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Patterns. I’ve always loved them and always will. Without patterns I don’t know how I would survive life in the oasis of the Western SaharaDesert. Every day was a pattern to me. Wake up, do schoolwork that my dad/teacher gives me, do chores, play with my brother, go to bed. Every day the same, everybody the same, everything the same, and I love it.


            Oasis life is all I’ve ever known. The oasis I lived in is so small it isn’t on any map and doesn’t even have a name. The 100 or so people that lived there refer to it simply as The Oasis. I’ve lived at The Oasis my whole fourteen years of existence. My brother and I were both home schooled by my dad, who is very educated but will never give us the details of how. So yeah, life was good and very predictable.


            “We’re leaving.”


            “What!” I shouted at my dad who has just delivered the big news.


            “You’ve seen what is happening here, we have to go,” he stated flatly. I had noticed a change. Water shortages were causing friends to turn against one another and families to struggle to get enough to drink. Our once peaceful community was slowly becoming angry and, of course, thirsty.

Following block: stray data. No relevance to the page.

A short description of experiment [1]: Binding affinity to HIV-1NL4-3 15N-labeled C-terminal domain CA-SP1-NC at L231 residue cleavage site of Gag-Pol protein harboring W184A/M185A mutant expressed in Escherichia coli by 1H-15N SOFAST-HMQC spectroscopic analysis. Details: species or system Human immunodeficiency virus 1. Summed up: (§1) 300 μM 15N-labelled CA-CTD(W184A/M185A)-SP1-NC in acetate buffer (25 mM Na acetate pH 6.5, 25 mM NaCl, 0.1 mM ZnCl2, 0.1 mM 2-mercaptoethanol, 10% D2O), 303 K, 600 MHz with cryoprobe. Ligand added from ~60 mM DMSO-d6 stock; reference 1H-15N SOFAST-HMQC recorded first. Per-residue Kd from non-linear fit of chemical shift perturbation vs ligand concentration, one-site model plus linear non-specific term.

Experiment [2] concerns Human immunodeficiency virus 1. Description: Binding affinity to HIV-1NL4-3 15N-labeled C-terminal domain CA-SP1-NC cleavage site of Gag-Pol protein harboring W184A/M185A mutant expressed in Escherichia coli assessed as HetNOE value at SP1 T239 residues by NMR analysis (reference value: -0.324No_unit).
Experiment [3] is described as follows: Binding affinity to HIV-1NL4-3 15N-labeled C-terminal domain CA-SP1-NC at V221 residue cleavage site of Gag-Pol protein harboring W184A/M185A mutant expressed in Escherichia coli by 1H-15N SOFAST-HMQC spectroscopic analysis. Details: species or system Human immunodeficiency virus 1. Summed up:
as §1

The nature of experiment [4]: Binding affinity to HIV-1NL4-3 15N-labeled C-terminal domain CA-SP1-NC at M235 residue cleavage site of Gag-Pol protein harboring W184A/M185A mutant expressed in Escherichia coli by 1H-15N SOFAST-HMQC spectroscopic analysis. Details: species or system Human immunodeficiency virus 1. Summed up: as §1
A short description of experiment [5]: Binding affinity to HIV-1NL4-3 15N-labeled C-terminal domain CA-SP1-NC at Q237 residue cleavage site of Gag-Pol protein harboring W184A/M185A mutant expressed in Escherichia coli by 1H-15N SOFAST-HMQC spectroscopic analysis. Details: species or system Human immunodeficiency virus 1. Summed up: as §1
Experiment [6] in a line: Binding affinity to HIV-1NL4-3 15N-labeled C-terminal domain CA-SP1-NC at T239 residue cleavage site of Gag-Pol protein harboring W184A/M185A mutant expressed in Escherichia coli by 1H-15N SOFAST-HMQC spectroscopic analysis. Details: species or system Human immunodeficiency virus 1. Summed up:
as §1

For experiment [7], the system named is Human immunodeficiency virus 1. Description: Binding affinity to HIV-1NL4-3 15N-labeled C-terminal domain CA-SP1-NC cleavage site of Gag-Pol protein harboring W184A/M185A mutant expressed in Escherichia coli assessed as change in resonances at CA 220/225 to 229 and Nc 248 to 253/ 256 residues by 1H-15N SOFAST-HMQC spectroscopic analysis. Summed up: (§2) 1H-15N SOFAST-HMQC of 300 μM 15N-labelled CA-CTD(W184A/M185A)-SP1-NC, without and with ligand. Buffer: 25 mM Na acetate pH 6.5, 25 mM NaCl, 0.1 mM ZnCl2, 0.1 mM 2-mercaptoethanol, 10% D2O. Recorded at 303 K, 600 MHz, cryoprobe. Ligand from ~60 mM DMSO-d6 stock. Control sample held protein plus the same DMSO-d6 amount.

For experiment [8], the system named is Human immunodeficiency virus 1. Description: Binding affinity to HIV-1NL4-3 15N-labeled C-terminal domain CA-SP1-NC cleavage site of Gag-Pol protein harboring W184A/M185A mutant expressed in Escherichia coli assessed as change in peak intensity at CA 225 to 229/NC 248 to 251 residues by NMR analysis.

I tried to reason with my parents anyway.


            “We’ve been fine! There’s enough water for us.”


            “It’ll run out and you know it,” Dad countered.




            “Listen to your father, our minds are made up,” Mom said interrupting me and finally adding to the conversation. With that I stormed away, my eyes filling up with tears. No one tried to follow me even my brother who was taking the terrible news fairly well. Not a single person that passed by me as I sat under my favorite palm tree even acknowledged that they saw me. Just as well, no one really liked me anyway. They say my father taught me too many American customs. Left to my own thoughts, I did just that. I thought and thought. I don’t know how I didn’t see this coming. It really is changing here. Everyone is sad, frustrated, and scared. I guess I’d be I liar if I said I didn’t feel like that too.


            The next morning we woke at dawn all packed and ready to go. Dad told us that we would make it to the new oasis inside a month. This one was bigger and full of water apparently. He showed us on a map that I didn’t know we owned. We put all our things on the camels, including as much water as we could carry. We couldn’t bring a lot of our things, but we left them assuming someone would take them. All that time I spent thinking and it didn’t occur to me until I had started off that this journey would not only be dangerous but would also destroy the daily pattern at The Oasis.